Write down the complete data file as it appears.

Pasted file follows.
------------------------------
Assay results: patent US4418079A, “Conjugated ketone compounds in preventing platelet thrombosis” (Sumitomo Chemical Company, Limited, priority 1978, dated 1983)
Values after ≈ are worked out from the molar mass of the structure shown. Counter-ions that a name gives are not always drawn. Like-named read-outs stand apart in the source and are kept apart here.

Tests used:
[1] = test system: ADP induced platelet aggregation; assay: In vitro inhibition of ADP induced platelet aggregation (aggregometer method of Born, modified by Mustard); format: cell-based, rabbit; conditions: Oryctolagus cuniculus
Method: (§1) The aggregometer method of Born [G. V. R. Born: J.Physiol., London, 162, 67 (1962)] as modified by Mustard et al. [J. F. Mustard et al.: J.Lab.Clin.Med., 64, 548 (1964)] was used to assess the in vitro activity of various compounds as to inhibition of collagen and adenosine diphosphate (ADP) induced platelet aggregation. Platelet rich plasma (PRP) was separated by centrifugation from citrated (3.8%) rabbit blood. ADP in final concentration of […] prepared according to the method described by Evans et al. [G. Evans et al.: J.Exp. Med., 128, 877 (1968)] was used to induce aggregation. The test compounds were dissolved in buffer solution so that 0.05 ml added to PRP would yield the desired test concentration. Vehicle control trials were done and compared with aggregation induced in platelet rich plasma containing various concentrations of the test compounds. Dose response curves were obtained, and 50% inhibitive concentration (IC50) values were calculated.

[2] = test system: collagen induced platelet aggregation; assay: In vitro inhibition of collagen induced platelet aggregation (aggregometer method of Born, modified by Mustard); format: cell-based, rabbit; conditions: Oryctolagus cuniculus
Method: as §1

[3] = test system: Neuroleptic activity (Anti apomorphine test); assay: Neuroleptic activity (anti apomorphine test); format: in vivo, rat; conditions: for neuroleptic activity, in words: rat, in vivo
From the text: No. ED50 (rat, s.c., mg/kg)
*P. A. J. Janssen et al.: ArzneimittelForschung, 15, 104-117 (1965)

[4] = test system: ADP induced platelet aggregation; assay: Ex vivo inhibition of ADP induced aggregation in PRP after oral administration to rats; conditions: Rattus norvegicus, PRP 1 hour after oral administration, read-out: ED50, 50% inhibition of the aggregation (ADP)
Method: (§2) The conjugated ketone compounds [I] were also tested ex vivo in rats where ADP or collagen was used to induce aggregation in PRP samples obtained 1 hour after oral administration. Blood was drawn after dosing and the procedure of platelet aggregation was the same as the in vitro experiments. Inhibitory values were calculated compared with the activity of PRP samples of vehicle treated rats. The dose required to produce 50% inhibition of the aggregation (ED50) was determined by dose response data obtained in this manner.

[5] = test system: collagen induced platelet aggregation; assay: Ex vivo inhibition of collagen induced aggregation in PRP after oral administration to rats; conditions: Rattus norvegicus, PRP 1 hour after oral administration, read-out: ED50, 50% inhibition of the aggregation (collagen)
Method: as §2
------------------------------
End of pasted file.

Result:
Assay results: patent US4418079A, “Conjugated ketone compounds in preventing platelet thrombosis” (Sumitomo Chemical Company, Limited, priority 1978, dated 1983)
Values after ≈ are worked out from the molar mass of the structure shown. Counter-ions that a name gives are not always drawn. Like-named read-outs stand apart in the source and are kept apart here.

Tests used:
[1] = test system: ADP induced platelet aggregation; assay: In vitro inhibition of ADP induced platelet aggregation (aggregometer method of Born, modified by Mustard); format: cell-based, rabbit; conditions: Oryctolagus cuniculus
Method: (§1) The aggregometer method of Born [G. V. R. Born: J.Physiol., London, 162, 67 (1962)] as modified by Mustard et al. [J. F. Mustard et al.: J.Lab.Clin.Med., 64, 548 (1964)] was used to assess the in vitro activity of various compounds as to inhibition of collagen and adenosine diphosphate (ADP) induced platelet aggregation. Platelet rich plasma (PRP) was separated by centrifugation from citrated (3.8%) rabbit blood. ADP in final concentration of […] prepared according to the method described by Evans et al. [G. Evans et al.: J.Exp. Med., 128, 877 (1968)] was used to induce aggregation. The test compounds were dissolved in buffer solution so that 0.05 ml added to PRP would yield the desired test concentration. Vehicle control trials were done and compared with aggregation induced in platelet rich plasma containing various concentrations of the test compounds. Dose response curves were obtained, and 50% inhibitive concentration (IC50) values were calculated.

[2] = test system: collagen induced platelet aggregation; assay: In vitro inhibition of collagen induced platelet aggregation (aggregometer method of Born, modified by Mustard); format: cell-based, rabbit; conditions: Oryctolagus cuniculus
Method: as §1

[3] = test system: Neuroleptic activity (Anti apomorphine test); assay: Neuroleptic activity (anti apomorphine test); format: in vivo, rat; conditions: for neuroleptic activity, in words: rat, in vivo
From the text: No. ED50 (rat, s.c., mg/kg)
*P. A. J. Janssen et al.: ArzneimittelForschung, 15, 104-117 (1965)

[4] = test system: ADP induced platelet aggregation; assay: Ex vivo inhibition of ADP induced aggregation in PRP after oral administration to rats; conditions: Rattus norvegicus, PRP 1 hour after oral administration, read-out: ED50, 50% inhibition of the aggregation (ADP)
Method: (§2) The conjugated ketone compounds [I] were also tested ex vivo in rats where ADP or collagen was used to induce aggregation in PRP samples obtained 1 hour after oral administration. Blood was drawn after dosing and the procedure of platelet aggregation was the same as the in vitro experiments. Inhibitory values were calculated compared with the activity of PRP samples of vehicle treated rats. The dose required to produce 50% inhibition of the aggregation (ED50) was determined by dose response data obtained in this manner.

[5] = test system: collagen induced platelet aggregation; assay: Ex vivo inhibition of collagen induced aggregation in PRP after oral administration to rats; conditions: Rattus norvegicus, PRP 1 hour after oral administration, read-out: ED50, 50% inhibition of the aggregation (collagen)
Method: as §2